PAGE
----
The second part of the creative process is formation.  This is the time where you sit down and actually start creating the dots that are Point A and Point B. This is also the questioning phase:  What do you want the outcome to be? What is the desired length of time to complete the task?  What resources do you have to work with?

 The formation stage is focused on the birth, development and maturation of the need into a concrete idea. This is where ideas are built upon, torn down, combined, reshaped, modified, and upgraded.  The formation stage is also where the hard work is done, and this stage takes time.  Didactically stated, if you really want to be a creative facilitator, you can’t limit your formation stage to the night before a program.  The formation stage is a process that begins with a need, leading to interactions around this need, and ending with something new.  It is this recurring process that leads to the formation of the innovative idea.

3)  Incubation. /in.kyuh.bey.shun/ 1.  to develop or cause to develop gradually.  2.  the act or process of incubating.

The third part of the creative process is incubation.  This is the time where you allow your ideas to sit in your head for awhile.  Depending on your style, you may surround yourself with your bag of tricks, visit a creative store or bounce the ideas off of a colleague.  Your mind needs time to take those ideas and move them around, perhaps changing bits and pieces, maybe adding something you hadn’t consciously thought of.   When it’s time to come back for final planning, the results will be better, more creative, than they would have been had you worked thorough your planning all at one time.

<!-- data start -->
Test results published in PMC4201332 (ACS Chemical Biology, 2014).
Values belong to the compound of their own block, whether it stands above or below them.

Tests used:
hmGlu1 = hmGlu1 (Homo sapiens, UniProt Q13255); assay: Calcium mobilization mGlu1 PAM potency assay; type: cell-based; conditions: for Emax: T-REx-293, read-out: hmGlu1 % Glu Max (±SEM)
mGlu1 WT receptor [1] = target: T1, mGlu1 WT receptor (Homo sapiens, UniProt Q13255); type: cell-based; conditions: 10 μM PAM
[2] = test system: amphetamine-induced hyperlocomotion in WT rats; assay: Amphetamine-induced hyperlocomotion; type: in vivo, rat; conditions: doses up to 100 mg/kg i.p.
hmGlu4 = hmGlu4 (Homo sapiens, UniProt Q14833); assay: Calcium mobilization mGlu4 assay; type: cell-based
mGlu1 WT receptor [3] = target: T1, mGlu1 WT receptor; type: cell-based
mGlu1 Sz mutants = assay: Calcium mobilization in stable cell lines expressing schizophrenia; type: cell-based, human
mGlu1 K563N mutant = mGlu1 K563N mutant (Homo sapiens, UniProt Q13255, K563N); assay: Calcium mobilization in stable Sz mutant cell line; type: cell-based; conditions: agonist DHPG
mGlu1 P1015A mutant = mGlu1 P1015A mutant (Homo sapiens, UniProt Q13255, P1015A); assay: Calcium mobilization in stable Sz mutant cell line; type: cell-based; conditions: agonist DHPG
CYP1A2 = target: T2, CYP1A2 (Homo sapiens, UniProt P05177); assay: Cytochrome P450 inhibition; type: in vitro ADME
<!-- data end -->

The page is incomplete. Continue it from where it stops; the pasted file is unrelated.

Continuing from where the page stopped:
Think about the next program you are sequencing for a client.  You know what their desired outcomes are.  You might even have the basic outline of your sequence in your mind already.  Write it out and then let it sit for several days.  Let your formation slip to the back of your mind.  When you come back to put together your final plan, you may find that new ideas have come seemingly from nowhere.  You’ve allowed yourself time for that to happen.

Does this seem like a waste of time?  When you’ve got 50+ other things on your plate?  Let your ideas sit in your head and tumble around like clothes in a dryer and see what new ideas spark from it.  Try it for a month and see how creative your sequences end up being.